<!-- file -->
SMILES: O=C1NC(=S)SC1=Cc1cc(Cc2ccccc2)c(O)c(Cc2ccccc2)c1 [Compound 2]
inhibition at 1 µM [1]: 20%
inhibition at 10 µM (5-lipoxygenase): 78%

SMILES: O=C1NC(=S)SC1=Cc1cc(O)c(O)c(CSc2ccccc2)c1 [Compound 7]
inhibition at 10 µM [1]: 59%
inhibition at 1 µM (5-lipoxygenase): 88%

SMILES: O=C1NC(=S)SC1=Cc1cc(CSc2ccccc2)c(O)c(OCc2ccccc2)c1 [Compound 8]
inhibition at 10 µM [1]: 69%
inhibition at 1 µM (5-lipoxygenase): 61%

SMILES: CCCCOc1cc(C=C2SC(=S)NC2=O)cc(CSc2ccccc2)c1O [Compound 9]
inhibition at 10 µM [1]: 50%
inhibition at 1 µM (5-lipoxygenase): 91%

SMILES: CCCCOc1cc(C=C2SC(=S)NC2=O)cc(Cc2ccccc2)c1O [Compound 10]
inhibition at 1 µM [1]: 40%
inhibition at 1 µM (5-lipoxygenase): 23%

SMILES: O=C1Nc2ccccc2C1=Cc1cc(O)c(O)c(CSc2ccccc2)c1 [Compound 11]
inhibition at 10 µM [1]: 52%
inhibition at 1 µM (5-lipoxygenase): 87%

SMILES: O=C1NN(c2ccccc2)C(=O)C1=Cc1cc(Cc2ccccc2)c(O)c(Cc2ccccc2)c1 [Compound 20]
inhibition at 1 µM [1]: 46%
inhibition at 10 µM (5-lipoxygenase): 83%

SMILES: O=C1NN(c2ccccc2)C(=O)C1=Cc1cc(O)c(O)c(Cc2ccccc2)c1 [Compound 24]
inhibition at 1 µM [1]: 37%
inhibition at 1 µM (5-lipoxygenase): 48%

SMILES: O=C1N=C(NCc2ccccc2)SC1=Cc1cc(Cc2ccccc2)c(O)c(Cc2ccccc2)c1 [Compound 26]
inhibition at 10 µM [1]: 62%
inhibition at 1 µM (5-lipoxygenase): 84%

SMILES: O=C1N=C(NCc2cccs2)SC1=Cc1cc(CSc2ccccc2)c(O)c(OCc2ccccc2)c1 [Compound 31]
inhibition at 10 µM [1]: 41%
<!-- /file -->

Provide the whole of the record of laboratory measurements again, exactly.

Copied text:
SMILES: O=C1NC(=S)SC1=Cc1cc(Cc2ccccc2)c(O)c(Cc2ccccc2)c1 [Compound 2]
inhibition at 1 µM [1]: 20%
inhibition at 10 µM (5-lipoxygenase): 78%

SMILES: O=C1NC(=S)SC1=Cc1cc(O)c(O)c(CSc2ccccc2)c1 [Compound 7]
inhibition at 10 µM [1]: 59%
inhibition at 1 µM (5-lipoxygenase): 88%

SMILES: O=C1NC(=S)SC1=Cc1cc(CSc2ccccc2)c(O)c(OCc2ccccc2)c1 [Compound 8]
inhibition at 10 µM [1]: 69%
inhibition at 1 µM (5-lipoxygenase): 61%

SMILES: CCCCOc1cc(C=C2SC(=S)NC2=O)cc(CSc2ccccc2)c1O [Compound 9]
inhibition at 10 µM [1]: 50%
inhibition at 1 µM (5-lipoxygenase): 91%

SMILES: CCCCOc1cc(C=C2SC(=S)NC2=O)cc(Cc2ccccc2)c1O [Compound 10]
inhibition at 1 µM [1]: 40%
inhibition at 1 µM (5-lipoxygenase): 23%

SMILES: O=C1Nc2ccccc2C1=Cc1cc(O)c(O)c(CSc2ccccc2)c1 [Compound 11]
inhibition at 10 µM [1]: 52%
inhibition at 1 µM (5-lipoxygenase): 87%

SMILES: O=C1NN(c2ccccc2)C(=O)C1=Cc1cc(Cc2ccccc2)c(O)c(Cc2ccccc2)c1 [Compound 20]
inhibition at 1 µM [1]: 46%
inhibition at 10 µM (5-lipoxygenase): 83%

SMILES: O=C1NN(c2ccccc2)C(=O)C1=Cc1cc(O)c(O)c(Cc2ccccc2)c1 [Compound 24]
inhibition at 1 µM [1]: 37%
inhibition at 1 µM (5-lipoxygenase): 48%

SMILES: O=C1N=C(NCc2ccccc2)SC1=Cc1cc(Cc2ccccc2)c(O)c(Cc2ccccc2)c1 [Compound 26]
inhibition at 10 µM [1]: 62%
inhibition at 1 µM (5-lipoxygenase): 84%

SMILES: O=C1N=C(NCc2cccs2)SC1=Cc1cc(CSc2ccccc2)c(O)c(OCc2ccccc2)c1 [Compound 31]
inhibition at 10 µM [1]: 41%